The idea that Parkinson’s disease involves more than its classic motor symptoms (tremor, slowness, shuffling, etc.) is not new. Even James Parkinson recognized this in his seminal publication describing this disease in 1817. However, it is only in the last 25 years or so that neurologists have taken a serious, in-depth look at the nonmotor manifestations of Parkinson’s disease. What they have found has evolved into a rich field of study that has both permitted a greater understanding, and revealed greater levels of complexity, of Parkinson’s disease than previously known.
So many nonmotor manifestations have been attached to Parkinson’s disease now that for the sake of discussion they must be organized into subgroups. Classification schemes vary, but usually follow major functions of the nervous system. A typical breakdown would include cognitive and psychiatric complications, autonomic nervous system disturbances, sensory abnormalities and sleep disorders. Each of these categories comprises a number of distinct problems, although they are often interrelated.
The term “cognitive” is meant to capture those higher functions of the nervous system usually recognized by the terms “thinking”, “processing”, decision-making, memory, communication, and so on. “Dementia” refers to a state of loss of more than one of these capacities. People with Parkinson’s disease have a higher risk of dementia. It is an ominous development, not only due to the symptoms it produces, but also because it imposes limitations on our ability to treat the other manifestations of Parkinson’s disease.
There are a number of psychiatric complications of Parkinson’s disease. In this context, “psychiatric” is a jargon term that does not refer so much to a part of the nervous system as to a group of disorders that physicians recognize as usually falling under the purview of psychiatrists. Foremost among these is depression, which will affect about 50% of people with Parkinson’s disease at some point. Many people assume that it results from a reaction to disability, but depression often occurs before people even know they have Parkinson’s disease, and is a nonmotor manifestation that may precede the motor symptoms by many years. Another common psychiatric complication is hallucinations, which usually represent an interaction between the brain disease and the medications people take. Psychiatric manifestations of Parkinson’s disease are frequently considered alongside of cognitive complications because they often coexist. They are both major sources of care partner/caregiver stress.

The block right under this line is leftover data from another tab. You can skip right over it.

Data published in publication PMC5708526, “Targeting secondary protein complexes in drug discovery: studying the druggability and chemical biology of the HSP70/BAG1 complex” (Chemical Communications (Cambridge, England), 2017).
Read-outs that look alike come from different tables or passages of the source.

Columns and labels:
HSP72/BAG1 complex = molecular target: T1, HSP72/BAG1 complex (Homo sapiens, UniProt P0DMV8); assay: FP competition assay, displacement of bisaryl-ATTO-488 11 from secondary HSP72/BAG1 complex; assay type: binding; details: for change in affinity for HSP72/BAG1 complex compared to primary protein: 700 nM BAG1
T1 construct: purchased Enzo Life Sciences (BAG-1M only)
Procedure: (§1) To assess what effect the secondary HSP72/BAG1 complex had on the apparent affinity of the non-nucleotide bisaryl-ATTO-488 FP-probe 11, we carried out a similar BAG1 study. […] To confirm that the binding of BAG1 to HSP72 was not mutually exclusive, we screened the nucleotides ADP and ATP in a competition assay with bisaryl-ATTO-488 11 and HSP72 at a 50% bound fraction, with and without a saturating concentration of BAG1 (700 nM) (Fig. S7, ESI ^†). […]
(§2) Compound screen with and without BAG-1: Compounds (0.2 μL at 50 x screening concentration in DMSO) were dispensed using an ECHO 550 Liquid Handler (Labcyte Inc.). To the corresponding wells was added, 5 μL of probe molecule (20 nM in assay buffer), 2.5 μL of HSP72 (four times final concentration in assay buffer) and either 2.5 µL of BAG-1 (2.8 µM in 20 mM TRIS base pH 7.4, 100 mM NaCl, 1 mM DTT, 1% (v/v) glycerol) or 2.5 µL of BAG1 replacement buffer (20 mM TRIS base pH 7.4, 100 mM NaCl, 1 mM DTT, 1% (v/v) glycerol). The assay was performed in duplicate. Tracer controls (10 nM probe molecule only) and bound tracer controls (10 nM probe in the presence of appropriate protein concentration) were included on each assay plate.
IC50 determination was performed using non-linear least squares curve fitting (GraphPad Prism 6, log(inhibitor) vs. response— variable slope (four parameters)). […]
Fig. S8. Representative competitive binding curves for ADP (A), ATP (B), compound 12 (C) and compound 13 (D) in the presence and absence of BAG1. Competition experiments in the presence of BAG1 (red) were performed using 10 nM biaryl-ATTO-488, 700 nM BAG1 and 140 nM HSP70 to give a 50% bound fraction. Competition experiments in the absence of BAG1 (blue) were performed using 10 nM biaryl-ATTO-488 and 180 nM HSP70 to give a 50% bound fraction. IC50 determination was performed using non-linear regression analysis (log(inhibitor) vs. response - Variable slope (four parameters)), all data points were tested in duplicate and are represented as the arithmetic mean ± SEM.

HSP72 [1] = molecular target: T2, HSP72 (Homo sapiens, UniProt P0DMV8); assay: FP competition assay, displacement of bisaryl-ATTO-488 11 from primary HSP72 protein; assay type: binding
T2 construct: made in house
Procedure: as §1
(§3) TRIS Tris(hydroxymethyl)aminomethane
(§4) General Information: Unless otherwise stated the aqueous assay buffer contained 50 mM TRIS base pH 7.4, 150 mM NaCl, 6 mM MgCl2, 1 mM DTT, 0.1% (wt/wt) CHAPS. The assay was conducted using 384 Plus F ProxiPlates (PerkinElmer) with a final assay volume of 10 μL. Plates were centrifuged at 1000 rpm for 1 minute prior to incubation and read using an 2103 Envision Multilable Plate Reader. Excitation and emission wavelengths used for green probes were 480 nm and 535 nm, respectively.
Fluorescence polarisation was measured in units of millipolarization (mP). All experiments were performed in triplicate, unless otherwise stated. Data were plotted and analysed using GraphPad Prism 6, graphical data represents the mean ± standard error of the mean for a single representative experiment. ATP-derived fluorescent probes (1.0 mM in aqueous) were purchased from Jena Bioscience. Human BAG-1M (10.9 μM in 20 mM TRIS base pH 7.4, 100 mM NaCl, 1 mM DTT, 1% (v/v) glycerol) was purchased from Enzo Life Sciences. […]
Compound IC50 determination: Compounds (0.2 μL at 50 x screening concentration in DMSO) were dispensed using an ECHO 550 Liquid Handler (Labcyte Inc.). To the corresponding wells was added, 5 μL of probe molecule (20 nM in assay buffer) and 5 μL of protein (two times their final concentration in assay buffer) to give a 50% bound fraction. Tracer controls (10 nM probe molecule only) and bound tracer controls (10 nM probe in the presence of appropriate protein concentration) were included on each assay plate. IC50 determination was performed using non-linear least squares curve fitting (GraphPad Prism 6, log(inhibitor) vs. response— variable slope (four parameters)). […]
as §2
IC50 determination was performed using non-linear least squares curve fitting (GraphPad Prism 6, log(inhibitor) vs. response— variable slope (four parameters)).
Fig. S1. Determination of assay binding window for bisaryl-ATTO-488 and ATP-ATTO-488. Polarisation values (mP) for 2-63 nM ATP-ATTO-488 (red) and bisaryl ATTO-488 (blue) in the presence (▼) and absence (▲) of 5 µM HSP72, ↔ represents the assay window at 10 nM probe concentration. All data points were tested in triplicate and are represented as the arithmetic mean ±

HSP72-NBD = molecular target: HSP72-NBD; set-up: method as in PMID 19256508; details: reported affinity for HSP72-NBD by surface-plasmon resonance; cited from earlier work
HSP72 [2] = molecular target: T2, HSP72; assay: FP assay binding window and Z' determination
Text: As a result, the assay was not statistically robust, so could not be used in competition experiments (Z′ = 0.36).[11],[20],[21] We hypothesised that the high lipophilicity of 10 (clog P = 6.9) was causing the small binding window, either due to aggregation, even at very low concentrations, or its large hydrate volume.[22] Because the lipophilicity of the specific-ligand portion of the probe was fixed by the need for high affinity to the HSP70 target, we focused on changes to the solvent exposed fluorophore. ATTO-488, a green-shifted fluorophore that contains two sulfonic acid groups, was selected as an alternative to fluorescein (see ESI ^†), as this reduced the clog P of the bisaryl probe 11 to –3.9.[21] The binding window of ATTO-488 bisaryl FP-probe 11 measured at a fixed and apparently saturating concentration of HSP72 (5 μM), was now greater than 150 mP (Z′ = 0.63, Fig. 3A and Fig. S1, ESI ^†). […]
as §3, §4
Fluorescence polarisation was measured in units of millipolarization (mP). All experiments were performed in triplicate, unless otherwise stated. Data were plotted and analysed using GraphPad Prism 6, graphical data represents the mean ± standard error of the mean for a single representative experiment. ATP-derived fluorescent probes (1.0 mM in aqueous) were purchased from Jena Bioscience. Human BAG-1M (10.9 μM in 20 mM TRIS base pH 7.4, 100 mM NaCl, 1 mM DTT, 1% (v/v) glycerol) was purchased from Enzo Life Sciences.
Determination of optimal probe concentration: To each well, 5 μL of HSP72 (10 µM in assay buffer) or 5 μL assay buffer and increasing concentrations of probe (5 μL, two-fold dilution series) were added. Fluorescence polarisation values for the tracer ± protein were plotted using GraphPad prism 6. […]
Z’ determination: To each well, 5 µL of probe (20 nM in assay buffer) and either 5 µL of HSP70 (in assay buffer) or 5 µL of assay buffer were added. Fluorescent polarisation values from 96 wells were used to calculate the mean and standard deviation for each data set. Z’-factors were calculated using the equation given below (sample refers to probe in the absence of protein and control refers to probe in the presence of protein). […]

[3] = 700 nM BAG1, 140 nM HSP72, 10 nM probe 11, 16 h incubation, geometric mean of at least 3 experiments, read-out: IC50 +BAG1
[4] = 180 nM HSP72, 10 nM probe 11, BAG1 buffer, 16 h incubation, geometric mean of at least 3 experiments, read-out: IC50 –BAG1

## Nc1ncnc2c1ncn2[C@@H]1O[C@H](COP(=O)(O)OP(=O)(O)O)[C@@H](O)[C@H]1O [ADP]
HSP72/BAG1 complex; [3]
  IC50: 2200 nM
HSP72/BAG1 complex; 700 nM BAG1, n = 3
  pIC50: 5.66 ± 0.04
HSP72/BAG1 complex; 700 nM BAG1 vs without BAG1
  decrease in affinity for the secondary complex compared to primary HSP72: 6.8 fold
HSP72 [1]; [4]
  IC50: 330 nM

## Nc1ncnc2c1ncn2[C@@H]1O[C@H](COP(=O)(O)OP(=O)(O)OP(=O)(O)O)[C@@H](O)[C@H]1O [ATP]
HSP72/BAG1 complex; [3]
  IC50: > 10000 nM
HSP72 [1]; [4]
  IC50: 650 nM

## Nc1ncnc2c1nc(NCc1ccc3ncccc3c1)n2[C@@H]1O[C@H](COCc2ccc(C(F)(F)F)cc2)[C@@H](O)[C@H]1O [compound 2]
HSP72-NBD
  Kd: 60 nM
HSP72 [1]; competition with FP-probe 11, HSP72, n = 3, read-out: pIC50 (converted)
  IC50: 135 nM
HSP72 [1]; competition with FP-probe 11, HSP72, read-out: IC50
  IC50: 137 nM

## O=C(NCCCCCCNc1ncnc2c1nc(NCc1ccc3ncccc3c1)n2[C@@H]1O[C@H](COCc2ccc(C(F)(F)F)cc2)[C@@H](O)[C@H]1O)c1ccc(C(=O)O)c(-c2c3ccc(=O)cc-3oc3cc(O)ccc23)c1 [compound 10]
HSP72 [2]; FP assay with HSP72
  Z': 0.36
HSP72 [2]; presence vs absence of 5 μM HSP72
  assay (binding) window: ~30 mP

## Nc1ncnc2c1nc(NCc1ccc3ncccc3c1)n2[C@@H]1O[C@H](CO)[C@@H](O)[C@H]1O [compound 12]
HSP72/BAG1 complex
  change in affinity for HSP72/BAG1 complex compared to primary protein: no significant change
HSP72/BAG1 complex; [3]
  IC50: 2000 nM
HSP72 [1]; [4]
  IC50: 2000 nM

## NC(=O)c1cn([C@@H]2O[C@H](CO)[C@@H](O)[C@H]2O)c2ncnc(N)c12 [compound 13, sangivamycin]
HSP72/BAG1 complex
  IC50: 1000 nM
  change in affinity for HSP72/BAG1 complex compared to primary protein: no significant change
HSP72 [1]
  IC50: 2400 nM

The autonomic nervous system is that part of the nervous system that functions “autonomously”, meaning on its own. It includes a variety of bodily functions that are usually governed by a system of reflexes that are not under our conscious control. Major responsibilities of the autonomic nervous system include regulation of blood pressure and heart rate, bladder and sexual function, digestive and bowel function, and control of perspiration and body temperature. All of these are potentially disrupted by Parkinson’s disease. The most common symptom of autonomic impairment is constipation. Two that seem to cause the most disability are an inability to maintain blood pressure when upright, resulting in lightheadedness and fainting, and loss of bladder control.
Sensory disturbances are an underappreciated aspect of Parkinson’s disease. They include the loss of the sense of smell, also a feature that can precede motor manifestations by years. Another common sensory complication is the restless legs syndrome. This disorder occurs in about 3-4 % of the general population, but in about 20% of those who have Parkinson’s disease.
Sleep disorders in Parkinson’s disease have been the object of considerable study in recent years. They include insomnia, excess daytime sleepiness, and a peculiar tendency to act out one’s dreams known as REM-sleep behavior disorder. This last complication has become a major tool of researchers, because of its striking ability to predict the development of Parkinson’s disease and related disorders many years beforehand.
Nonmotor manifestations are responsible for much of the disability and loss of quality of life of Parkinson’s disease. For many, nonmotor symptoms represent their greatest challenge in dealing with this disease. It is impossible in this introductory article to even mention all nonmotor complications of Parkinson’s disease, much less give adequate attention to any of them. Each has important implications for the course of the disease and how it needs to be addressed. In future articles, I hope to revisit each of these topics in the degree of detail that it deserves.
David E. Riley, M.D.
Based on a talk given at InMotion on June 4, 2015